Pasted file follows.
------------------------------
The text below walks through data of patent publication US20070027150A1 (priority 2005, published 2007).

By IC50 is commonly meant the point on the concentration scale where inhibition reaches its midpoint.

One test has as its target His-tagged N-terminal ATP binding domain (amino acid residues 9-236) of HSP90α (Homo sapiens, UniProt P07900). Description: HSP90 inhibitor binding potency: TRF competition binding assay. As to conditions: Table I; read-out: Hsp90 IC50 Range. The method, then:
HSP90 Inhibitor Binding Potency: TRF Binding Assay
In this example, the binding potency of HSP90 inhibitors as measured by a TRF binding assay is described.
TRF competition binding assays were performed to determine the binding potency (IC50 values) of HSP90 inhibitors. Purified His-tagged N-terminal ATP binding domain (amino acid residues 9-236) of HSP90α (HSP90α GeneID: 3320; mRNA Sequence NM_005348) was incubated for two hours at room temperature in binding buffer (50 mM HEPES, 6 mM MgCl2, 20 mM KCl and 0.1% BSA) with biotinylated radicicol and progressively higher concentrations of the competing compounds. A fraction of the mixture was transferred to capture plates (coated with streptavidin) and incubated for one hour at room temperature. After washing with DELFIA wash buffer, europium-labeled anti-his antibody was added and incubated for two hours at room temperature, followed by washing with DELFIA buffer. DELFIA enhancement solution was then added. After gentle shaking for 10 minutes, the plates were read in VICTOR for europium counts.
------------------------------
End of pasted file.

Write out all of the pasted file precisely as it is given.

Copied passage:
The text below walks through data of patent publication US20070027150A1 (priority 2005, published 2007).

By IC50 is commonly meant the point on the concentration scale where inhibition reaches its midpoint.

One test has as its target His-tagged N-terminal ATP binding domain (amino acid residues 9-236) of HSP90α (Homo sapiens, UniProt P07900). Description: HSP90 inhibitor binding potency: TRF competition binding assay. As to conditions: Table I; read-out: Hsp90 IC50 Range. The method, then:
HSP90 Inhibitor Binding Potency: TRF Binding Assay
In this example, the binding potency of HSP90 inhibitors as measured by a TRF binding assay is described.
TRF competition binding assays were performed to determine the binding potency (IC50 values) of HSP90 inhibitors. Purified His-tagged N-terminal ATP binding domain (amino acid residues 9-236) of HSP90α (HSP90α GeneID: 3320; mRNA Sequence NM_005348) was incubated for two hours at room temperature in binding buffer (50 mM HEPES, 6 mM MgCl2, 20 mM KCl and 0.1% BSA) with biotinylated radicicol and progressively higher concentrations of the competing compounds. A fraction of the mixture was transferred to capture plates (coated with streptavidin) and incubated for one hour at room temperature. After washing with DELFIA wash buffer, europium-labeled anti-his antibody was added and incubated for two hours at room temperature, followed by washing with DELFIA buffer. DELFIA enhancement solution was then added. After gentle shaking for 10 minutes, the plates were read in VICTOR for europium counts.